There are some jobs, typically entry-level positions, that don’t require extensive skills or long-term training, and the pay scale reflects that fact. The opposite end of the spectrum has jobs/careers that require years of study, but they also come with high financial rewards. These positions are filled by fewer people and can often have shortages. As a result, they’re typically some of the best-paying jobs available While you’ll have to commit extensive time and money to prepare for them, the following careers could be more than worth the effort.
Postsecondary teachers typically teach at universities, although they’re also employed at a range of other third-level institutions. These can include community colleges, private companies, and non-profit organizations. They’ll usually specialize in certain topics or areas and are considered experts in their field like Dr Timothy Steel who teaches at the University of Notre Dame, Australia, and practices his specialty of minimally invasive spine surgery as well.
This career requires extensive education to land a good job, especially for larger institutions. Additionally, it’s not uncommon for postsecondary teachers to continue learning about their areas of expertise. In many cases, a Ph.D. is required for top jobs. At community colleges and similar institutions, however, a master’s degree could be enough. Whether or not these jobs come with a high salary depends on the institution and the position itself.
Medical professionals are among those who need to spend more time pursuing educational degrees or certifications. What may be surprising, however, is exactly how long this process takes. Of course, it can vary dramatically depending on the role itself. Doctors that specialize in particular areas, such as heart and brain surgery, need much more training than other types of physicians, for example.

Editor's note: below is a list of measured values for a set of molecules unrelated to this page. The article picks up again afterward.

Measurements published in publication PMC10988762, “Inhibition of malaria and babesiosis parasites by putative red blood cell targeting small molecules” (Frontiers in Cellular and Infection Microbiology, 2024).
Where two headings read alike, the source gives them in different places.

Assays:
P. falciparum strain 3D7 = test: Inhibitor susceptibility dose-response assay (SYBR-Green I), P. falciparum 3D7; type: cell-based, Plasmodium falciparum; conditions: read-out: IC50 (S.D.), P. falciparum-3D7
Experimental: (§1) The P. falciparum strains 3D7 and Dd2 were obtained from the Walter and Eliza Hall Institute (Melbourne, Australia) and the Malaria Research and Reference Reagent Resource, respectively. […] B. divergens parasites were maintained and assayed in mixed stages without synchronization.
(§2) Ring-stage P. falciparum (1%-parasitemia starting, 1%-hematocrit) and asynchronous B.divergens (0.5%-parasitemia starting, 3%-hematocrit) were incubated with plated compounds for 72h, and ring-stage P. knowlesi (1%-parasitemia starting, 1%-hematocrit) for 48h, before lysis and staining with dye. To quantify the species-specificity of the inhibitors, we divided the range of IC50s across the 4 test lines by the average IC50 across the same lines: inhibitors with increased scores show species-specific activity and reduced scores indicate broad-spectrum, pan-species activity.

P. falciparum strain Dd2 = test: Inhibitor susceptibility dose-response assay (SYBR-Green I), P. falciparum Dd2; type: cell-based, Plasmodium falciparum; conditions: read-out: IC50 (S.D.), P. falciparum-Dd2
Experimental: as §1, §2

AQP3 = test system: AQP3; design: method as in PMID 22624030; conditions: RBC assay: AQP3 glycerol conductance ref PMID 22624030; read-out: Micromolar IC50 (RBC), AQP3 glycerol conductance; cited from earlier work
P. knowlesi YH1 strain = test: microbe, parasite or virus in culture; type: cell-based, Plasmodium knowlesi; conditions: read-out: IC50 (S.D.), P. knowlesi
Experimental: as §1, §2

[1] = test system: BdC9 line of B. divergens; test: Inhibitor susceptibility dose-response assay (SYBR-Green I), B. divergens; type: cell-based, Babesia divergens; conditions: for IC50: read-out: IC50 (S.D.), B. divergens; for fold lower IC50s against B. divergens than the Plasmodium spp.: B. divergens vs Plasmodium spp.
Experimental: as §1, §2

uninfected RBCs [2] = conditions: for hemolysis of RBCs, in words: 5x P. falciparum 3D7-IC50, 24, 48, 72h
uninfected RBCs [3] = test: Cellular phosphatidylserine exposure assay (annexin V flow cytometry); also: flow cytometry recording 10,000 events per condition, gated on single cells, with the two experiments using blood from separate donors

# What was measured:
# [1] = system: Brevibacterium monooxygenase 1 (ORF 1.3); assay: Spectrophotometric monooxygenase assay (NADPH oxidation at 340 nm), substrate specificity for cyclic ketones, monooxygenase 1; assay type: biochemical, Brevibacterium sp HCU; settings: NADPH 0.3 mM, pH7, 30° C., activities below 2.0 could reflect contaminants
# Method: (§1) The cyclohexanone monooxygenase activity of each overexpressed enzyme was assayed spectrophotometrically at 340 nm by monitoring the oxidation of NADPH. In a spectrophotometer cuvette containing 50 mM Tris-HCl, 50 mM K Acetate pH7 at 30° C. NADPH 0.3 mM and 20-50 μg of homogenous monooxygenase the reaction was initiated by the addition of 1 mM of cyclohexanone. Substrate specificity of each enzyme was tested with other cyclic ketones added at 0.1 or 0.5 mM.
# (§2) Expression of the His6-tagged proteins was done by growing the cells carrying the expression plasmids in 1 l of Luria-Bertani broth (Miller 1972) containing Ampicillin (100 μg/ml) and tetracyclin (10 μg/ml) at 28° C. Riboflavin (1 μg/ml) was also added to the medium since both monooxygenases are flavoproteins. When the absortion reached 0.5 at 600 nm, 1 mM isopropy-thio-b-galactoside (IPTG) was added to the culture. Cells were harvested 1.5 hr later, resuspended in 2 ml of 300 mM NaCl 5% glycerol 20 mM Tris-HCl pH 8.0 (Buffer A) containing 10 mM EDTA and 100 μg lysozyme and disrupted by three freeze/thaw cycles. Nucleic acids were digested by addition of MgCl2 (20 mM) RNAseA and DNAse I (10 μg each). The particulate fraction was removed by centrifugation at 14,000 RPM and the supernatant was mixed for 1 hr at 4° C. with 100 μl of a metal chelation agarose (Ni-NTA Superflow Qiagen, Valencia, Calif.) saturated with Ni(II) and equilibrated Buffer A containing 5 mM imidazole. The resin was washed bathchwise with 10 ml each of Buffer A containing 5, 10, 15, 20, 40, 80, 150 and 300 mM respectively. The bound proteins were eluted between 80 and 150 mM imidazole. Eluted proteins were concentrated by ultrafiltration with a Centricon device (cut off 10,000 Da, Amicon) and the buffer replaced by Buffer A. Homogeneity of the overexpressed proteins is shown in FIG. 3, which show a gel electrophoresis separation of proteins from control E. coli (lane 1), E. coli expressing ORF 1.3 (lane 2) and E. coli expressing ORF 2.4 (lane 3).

It’s not uncommon to hear that certain medical professionals have been studying for close to a decade. Then there are clinical rotations and residencies to consider. These will often take a year or two, at a minimum. Specialties and subspecialties can affect this timeframe significantly. It’s easy to see why being a medical professional takes so much training, however. After all, people’s lives are in the hands of these professionals.
Physicists conduct countless experiments and analyze important data that can help us live better and safer lives on the planet. They’re also responsible for developing their results to form concrete solutions to current problems. Physicists also use extremely high-tech equipment for a multitude of projects. Because of the extensive information in this field, most physicists choose to specialize in a sect of the field. Though it’s possible to get an entry-level role in this field with a bachelor’s degree, it’s uncommon to progress further without more education.
To advance, you’d typically need to earn a master’s degree or a Ph.D. to become eligible for higher roles. Some of the best-paying jobs often need a more extensive education. You’ll not only make a significant amount of money, but you could make a difference in many people’s lives.